• Trudy Lieberman, a health care journalist with one of the longest and most respected careers in the industry, including work for the Columbia Journalism Review, Consumer Reports, The Detroit Free Press, the Association of Health Care Journalists.
    • Sharon Dunwoody, Professor Emerita, University of Wisconsin-Madison School of Journalism and Mass Communication;
    • Earle Holland, retired Assistant VP for Research Communications at Ohio State University;
    • A’ndrea Elyse Messer, Senior Science & Research Information Officer at Penn State University;
    • Joann Rodgers, longtime reporter and columnist for Heart Newspapers and magazines, Lasker Award winner, and 25-year science communicator for Johns Hopkins Medicine, now a faculty scholar at the Johns Hopkins Berman Institute of Bioethics;
    • Matt Shipman, a science writer and public information officer at North Carolina State University
  • Continue blogging about other issues in health care news, PR, advertising, marketing.
  • Offer workshops/training to journalists (in which we’ll bring the training to the newsrooms if necessary for a couple of workshops per year).
  • Experiment with offering podcasts about our observations about health care media messages.
  • Involve University of Minnesota School of Public Health faculty and students as contributors.

John R. Finnegan, Jr., PhD

The Dean of the School of Public Health, John R. Finnegan, Jr., PhD, said:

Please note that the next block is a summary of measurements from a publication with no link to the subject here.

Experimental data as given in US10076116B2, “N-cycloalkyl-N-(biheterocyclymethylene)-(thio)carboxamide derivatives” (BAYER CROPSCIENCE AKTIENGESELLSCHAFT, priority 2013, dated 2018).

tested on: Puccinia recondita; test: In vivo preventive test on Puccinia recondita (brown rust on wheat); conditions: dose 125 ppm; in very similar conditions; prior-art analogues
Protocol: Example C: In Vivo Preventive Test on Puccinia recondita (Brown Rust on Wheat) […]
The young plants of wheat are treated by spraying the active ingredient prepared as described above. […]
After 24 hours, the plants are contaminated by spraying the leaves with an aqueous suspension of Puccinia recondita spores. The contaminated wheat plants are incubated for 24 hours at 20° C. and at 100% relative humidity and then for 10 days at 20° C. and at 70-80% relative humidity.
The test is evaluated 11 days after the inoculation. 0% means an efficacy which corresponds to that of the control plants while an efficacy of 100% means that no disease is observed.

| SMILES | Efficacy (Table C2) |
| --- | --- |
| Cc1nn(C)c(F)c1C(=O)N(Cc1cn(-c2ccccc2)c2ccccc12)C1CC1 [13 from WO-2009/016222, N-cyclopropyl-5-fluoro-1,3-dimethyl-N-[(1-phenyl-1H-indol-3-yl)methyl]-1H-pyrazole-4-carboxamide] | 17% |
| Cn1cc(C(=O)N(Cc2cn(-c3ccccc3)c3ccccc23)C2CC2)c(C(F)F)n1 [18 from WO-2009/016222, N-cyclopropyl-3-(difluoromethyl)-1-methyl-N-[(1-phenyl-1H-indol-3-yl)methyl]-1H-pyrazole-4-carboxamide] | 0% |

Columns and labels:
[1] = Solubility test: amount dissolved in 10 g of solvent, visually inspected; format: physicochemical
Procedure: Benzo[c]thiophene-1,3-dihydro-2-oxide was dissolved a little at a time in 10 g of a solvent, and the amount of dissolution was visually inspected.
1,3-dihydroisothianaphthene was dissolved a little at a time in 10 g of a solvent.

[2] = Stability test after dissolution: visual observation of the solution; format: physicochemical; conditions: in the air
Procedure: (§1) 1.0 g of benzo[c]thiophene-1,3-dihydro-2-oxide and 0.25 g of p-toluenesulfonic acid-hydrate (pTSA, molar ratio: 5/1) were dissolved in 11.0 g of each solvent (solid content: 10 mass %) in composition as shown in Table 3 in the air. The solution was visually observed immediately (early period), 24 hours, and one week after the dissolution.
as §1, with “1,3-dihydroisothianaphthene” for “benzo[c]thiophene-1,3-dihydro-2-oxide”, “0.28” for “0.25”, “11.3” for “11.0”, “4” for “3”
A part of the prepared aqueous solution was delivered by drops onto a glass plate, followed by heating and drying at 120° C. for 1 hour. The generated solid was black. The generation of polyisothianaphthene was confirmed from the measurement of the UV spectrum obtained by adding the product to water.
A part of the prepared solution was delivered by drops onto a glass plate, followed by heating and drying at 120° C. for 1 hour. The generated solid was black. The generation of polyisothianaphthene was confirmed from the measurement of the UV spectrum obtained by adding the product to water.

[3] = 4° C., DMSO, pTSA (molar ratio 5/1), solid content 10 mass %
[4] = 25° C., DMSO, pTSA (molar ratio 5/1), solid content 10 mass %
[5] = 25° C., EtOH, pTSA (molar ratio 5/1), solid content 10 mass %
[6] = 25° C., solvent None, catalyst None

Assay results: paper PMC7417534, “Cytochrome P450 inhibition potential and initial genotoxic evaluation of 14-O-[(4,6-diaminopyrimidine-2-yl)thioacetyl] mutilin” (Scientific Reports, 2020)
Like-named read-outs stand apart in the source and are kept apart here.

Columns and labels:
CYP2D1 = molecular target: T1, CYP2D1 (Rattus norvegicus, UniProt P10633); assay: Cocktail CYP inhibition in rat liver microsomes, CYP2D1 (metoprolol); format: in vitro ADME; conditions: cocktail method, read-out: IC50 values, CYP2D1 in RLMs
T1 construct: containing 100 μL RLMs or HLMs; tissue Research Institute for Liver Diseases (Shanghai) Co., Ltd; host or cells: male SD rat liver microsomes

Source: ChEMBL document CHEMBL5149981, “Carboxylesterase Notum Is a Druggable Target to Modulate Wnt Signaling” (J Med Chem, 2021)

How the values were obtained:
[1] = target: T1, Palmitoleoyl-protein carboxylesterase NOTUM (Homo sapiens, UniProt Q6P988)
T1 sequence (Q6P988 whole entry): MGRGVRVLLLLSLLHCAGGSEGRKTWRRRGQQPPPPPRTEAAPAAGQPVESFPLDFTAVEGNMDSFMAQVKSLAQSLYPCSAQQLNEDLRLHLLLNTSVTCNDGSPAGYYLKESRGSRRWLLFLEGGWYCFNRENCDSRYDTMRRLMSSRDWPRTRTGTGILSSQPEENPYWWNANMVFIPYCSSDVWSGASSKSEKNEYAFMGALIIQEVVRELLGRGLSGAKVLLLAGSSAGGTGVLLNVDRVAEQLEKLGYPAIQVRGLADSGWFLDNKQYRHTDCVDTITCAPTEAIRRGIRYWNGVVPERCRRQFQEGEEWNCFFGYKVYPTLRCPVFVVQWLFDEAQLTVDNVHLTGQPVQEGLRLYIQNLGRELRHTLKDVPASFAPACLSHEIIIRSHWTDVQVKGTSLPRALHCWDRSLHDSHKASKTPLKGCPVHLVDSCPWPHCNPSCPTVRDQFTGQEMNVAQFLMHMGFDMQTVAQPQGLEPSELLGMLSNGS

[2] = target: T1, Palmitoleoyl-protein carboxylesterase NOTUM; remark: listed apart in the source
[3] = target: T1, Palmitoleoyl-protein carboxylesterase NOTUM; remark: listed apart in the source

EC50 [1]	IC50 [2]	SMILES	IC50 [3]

“The School of Public Health is delighted to host the Center and to engage with Gary Schwitzer in its important mission of improving the quality of media reporting about health.  This is a true public service.”

I am thankful for the Laura and John Arnold Foundation’s interest in, and support of, this project.  Many of you have written or told us that this project can’t be allowed to die.  Now we can continue our mission of improving the public dialogue about health care.

At the same time, I want to thank again the Informed Medical Decisions Foundation, which made this project possible with funding that began in 2005, running through mid-2013.

Let me emphasize that no funder  – indeed, no person except those on my editorial team – has ever influenced what is written or how it is written on our website. That will not change; the LJAF will have no influence or control over the project’s editorial process or decision-making.

The newly redesigned website – with the rollout of the new systematic reviews of health care news releases – may not be available until March or April.  The redesign and relaunch is a complex effort and we’ll introduce it as soon as we can.  But starting January 5, the team of reviewers will be at work publishing systematic criteria-driven news story reviews again – something we haven’t been able to do since May 2013.

The Health News Watchdog blog will still be lively, just as it remained over the past 18 months without funding.  And we’ll begin working on the systematic review of health care news releases – behind the scenes – so that they’re ready to be published when the newly redesigned site is ready.

Our team is excited about 2015.  Thanks to each of you for not giving up on us.  We’ll work very hard to earn your trust, your interest, and your continued support.

Thanks for the early articles about the new grant, and for the kind words: